The combinations run the gamut, and include some unexpected names—cranberry and artichoke, anyone? Here are the sources our most popular plant proteins utilize:
- Vega: Pea, brown rice, alfalfa, sacha inchi seeds
- MRM Veggie Elite: Pea, brown rice
- Gardenia: Pea, quinoa, hemp
- SAN Rawfusion: Pea, artichoke, amaranth, quinoa
- Garden of Life Raw Protein: Brown rice, quinoa, multiple seeds and beans
- Sun Warrior Raw Protein: Pea, cranberry, hemp
- Clutch Baking Mix: Rice, pea, hemp, brown rice, chia
Average macros per serving: 13-25 grams of protein per scoop4
Protein quality score*: 0.69
We all know the little round, green legumes tossed into your pasta primavera, mashed up in "mushy peas," or served alongside a palm-sized portion of protein and small heap of potatoes. But pea protein also comes in a powder that's perfect for a protein shake—or for baking!
If you're sensitive to allergenic foods such as milk, eggs, soy, and whey, pea protein could be a great substitute to help you reach the oft-recommended daily target of 0.8-1.0 gram of protein per pound of body weight. In a time when many people are becoming more environmentally conscious, pea protein is a plant-based option that uses fewer resources and bypasses the often wasteful industry needed to produce the dairy in whey- or casein-based products.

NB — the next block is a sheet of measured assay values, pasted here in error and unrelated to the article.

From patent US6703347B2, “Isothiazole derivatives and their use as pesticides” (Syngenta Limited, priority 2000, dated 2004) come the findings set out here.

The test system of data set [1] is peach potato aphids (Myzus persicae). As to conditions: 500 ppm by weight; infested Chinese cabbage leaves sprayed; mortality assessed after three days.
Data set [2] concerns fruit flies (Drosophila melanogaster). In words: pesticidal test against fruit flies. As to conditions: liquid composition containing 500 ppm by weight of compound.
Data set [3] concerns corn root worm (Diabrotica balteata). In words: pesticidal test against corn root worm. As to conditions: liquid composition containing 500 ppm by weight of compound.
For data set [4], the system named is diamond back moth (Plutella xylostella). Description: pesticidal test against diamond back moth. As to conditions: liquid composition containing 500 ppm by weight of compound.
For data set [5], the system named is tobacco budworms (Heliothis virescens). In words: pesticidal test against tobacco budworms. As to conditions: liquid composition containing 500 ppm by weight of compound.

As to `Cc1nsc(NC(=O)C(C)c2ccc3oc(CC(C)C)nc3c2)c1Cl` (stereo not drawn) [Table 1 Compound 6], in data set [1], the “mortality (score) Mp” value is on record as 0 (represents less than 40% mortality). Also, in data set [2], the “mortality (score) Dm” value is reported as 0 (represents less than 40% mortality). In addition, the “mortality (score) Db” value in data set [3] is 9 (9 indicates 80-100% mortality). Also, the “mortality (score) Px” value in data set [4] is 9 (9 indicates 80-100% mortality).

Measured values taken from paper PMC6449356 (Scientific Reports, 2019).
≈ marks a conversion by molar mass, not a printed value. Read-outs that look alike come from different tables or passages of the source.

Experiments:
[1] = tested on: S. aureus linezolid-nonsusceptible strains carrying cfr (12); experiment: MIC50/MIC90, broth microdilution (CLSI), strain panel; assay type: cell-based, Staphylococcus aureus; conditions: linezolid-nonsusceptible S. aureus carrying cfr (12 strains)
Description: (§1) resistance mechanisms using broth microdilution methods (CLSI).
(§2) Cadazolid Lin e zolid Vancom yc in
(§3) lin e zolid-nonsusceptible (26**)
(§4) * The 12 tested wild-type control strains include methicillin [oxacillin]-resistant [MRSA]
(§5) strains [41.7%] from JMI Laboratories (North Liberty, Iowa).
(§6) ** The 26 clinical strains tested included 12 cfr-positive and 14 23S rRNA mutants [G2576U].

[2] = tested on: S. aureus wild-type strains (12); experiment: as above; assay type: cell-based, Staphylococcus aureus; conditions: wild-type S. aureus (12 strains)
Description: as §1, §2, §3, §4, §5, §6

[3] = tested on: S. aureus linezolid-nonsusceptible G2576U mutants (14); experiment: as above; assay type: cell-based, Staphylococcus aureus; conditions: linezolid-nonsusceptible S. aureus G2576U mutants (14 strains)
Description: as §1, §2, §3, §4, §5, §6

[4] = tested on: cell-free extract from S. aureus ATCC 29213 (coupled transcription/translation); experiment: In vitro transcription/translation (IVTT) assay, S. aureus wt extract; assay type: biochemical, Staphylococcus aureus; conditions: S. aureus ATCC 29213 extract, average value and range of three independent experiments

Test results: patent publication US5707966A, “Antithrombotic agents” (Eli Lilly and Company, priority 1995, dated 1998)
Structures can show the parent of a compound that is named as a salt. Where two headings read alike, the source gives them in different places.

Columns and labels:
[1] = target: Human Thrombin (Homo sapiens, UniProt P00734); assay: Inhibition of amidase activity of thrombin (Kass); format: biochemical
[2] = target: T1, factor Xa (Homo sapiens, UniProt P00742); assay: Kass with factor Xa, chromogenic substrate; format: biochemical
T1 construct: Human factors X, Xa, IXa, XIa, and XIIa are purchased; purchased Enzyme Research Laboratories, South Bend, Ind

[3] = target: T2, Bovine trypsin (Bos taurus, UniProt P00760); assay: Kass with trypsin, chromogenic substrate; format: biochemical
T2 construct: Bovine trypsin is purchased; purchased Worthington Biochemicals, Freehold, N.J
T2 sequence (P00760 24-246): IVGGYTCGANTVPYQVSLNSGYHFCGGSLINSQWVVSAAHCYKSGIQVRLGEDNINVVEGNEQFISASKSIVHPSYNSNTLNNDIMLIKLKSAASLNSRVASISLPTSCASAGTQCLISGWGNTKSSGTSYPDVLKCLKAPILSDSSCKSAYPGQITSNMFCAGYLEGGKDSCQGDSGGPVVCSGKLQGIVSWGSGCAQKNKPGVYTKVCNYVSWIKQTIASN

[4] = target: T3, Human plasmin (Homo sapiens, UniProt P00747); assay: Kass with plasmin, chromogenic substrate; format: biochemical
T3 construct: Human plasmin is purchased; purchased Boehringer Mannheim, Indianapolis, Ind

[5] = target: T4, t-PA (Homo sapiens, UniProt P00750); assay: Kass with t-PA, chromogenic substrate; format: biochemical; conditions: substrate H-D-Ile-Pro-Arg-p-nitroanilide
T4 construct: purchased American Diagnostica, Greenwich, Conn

Average macros per serving: 24 grams of protein per scoop5
Protein quality score*: 0.47
Rice—particularly white rice—often gets a bad rap for being a simple carb, but rice protein is a solid alternative for those skipping out on whey.
In addition to packing in a fair amount of protein, rice powder provides essential amino acids, vitamins B and E, and fiber without any fat to speak of. Even better, this is one protein source that goes down smooth. While whey and casein might cause tummy troubles for the lactose intolerant, or for those with certain food sensitivities, rice protein is hypoallergenic, making it easier to digest.
Average macros per serving: 6 grams of protein per tablespoon6
Protein quality score*: 0.46
If you were an 80s baby, it's likely you rocked a necklace made of this stuff at some point, or at least interchanged it every now and then with your puka-shell choker. Who knew that hemp was also a great source of protein? This protein contains eight out of the nine essential amino acids in sufficient quantities, making it a great alternative to whey and casein.
The easy-to-digest globular proteins dissolve easily and are readily accessible, making hemp protein a great option for shuttling protein throughout your body post-workout.
Average macros per scoop: 15 grams of protein per 3 tablespoons
*The protein digestibility-corrected amino acid score (PDCAAS) has been adopted by many as the preferred method for evaluating protein quality based on both the amino-acid requirements of humans and their ability to digest it. Using the PDCAAS method, protein quality rankings are determined by comparing the amino acid profile of the specific food protein against a standard amino acid profile, with the highest possible score being 1.0.